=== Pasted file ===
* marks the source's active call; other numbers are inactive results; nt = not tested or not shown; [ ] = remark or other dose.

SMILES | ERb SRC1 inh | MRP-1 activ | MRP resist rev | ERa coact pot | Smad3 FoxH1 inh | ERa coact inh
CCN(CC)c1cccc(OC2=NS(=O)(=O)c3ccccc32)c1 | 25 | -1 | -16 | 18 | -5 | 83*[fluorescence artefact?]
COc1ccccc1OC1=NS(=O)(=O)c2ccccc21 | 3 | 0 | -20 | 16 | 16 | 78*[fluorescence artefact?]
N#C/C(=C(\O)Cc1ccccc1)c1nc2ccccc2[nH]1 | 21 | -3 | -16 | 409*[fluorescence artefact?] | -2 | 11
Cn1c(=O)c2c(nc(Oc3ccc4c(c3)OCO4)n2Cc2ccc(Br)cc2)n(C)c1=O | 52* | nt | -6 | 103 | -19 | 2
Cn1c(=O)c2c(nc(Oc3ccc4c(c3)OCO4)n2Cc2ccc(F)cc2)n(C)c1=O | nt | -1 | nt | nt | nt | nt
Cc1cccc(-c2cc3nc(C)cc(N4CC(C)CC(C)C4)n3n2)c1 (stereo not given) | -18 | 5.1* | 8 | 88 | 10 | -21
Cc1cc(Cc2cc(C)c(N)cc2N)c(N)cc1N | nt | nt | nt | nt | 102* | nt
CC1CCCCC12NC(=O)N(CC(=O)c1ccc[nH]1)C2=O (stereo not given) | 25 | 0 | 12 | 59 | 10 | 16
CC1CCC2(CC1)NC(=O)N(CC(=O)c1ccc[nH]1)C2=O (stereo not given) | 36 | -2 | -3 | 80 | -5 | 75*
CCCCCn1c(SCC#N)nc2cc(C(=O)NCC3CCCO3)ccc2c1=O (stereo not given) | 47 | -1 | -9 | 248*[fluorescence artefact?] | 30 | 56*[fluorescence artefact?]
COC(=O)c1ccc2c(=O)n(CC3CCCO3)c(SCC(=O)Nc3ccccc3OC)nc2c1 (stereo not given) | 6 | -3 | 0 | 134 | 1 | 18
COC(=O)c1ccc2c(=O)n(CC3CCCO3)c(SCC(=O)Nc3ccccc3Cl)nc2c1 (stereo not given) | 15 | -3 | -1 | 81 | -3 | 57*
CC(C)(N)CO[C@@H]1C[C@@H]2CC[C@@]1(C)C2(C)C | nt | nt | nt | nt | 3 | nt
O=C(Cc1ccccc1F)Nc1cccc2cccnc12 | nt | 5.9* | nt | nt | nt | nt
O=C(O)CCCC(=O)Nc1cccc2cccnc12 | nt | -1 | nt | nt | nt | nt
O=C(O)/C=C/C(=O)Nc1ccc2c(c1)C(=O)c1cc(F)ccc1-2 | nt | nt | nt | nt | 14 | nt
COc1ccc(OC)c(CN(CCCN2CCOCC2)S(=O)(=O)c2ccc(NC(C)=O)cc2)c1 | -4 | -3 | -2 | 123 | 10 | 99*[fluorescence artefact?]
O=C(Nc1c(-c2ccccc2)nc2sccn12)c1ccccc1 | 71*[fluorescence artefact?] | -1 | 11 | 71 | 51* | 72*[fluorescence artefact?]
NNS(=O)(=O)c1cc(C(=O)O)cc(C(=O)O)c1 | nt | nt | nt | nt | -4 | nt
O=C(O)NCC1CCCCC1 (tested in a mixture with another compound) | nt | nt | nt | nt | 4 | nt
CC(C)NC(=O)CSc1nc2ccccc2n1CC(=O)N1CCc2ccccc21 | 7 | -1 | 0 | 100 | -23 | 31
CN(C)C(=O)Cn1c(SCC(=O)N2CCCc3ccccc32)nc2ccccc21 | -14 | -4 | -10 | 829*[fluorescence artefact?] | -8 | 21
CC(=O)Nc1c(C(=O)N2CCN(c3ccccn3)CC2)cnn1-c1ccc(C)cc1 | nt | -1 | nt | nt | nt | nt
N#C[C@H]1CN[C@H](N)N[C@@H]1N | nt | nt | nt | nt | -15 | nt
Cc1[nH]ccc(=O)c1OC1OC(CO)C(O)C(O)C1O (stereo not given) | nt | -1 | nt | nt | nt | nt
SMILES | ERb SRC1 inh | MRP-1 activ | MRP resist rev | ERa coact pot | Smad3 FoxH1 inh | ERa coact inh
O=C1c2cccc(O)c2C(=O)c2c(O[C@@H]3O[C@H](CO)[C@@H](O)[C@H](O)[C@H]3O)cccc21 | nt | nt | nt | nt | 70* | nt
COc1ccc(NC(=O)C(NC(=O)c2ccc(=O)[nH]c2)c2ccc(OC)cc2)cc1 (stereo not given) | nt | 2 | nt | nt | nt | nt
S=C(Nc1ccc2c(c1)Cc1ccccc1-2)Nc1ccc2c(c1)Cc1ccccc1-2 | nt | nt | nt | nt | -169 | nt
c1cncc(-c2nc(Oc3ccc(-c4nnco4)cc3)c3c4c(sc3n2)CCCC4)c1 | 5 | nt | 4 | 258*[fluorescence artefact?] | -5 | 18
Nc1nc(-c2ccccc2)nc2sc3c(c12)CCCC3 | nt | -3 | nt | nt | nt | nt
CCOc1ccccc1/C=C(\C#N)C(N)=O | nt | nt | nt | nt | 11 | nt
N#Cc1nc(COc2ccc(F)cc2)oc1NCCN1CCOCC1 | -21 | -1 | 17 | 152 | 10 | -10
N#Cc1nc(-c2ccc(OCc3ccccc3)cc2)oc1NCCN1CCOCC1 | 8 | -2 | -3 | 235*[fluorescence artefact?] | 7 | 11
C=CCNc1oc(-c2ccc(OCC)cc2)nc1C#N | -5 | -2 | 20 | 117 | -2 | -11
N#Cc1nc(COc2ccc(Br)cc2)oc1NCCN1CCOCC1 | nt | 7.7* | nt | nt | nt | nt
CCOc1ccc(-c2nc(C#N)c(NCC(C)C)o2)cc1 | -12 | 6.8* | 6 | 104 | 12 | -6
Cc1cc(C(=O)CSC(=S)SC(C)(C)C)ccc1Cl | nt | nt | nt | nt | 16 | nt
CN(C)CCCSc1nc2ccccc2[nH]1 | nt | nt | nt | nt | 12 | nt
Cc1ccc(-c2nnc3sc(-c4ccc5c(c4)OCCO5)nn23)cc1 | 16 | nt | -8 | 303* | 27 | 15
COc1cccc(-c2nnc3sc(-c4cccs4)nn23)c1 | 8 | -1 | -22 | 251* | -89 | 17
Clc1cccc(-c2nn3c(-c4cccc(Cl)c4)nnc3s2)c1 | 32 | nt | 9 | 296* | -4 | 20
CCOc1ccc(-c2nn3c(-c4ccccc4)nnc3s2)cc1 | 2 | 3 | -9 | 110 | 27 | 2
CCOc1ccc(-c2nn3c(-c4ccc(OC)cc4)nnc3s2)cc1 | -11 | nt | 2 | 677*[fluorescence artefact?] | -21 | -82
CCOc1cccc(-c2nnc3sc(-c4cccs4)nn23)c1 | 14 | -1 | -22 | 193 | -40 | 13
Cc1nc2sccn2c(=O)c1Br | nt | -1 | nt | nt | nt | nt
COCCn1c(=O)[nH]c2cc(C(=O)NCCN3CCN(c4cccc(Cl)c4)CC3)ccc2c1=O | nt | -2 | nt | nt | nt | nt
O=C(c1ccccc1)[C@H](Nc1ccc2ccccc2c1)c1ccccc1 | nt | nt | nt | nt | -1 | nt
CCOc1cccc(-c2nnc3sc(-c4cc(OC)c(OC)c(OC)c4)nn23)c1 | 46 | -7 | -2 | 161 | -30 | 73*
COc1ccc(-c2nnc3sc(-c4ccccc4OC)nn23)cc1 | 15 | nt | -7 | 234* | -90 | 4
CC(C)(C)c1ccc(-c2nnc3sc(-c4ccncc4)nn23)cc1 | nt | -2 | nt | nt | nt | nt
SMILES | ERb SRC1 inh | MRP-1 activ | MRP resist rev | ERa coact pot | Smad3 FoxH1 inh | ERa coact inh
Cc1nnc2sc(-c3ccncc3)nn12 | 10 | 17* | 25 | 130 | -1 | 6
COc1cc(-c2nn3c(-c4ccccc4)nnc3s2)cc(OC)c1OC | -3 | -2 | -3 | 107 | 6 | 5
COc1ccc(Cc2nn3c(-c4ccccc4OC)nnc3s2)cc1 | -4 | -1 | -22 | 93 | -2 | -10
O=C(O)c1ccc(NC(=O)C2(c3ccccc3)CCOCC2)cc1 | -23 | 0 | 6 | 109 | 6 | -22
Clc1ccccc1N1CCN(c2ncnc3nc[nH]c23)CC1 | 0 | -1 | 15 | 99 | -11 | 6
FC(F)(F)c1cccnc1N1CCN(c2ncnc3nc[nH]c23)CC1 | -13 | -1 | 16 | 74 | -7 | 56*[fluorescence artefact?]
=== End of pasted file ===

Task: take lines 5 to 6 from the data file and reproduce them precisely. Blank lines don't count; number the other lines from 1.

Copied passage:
N#C/C(=C(\O)Cc1ccccc1)c1nc2ccccc2[nH]1 | 21 | -3 | -16 | 409*[fluorescence artefact?] | -2 | 11
Cn1c(=O)c2c(nc(Oc3ccc4c(c3)OCO4)n2Cc2ccc(Br)cc2)n(C)c1=O | 52* | nt | -6 | 103 | -19 | 2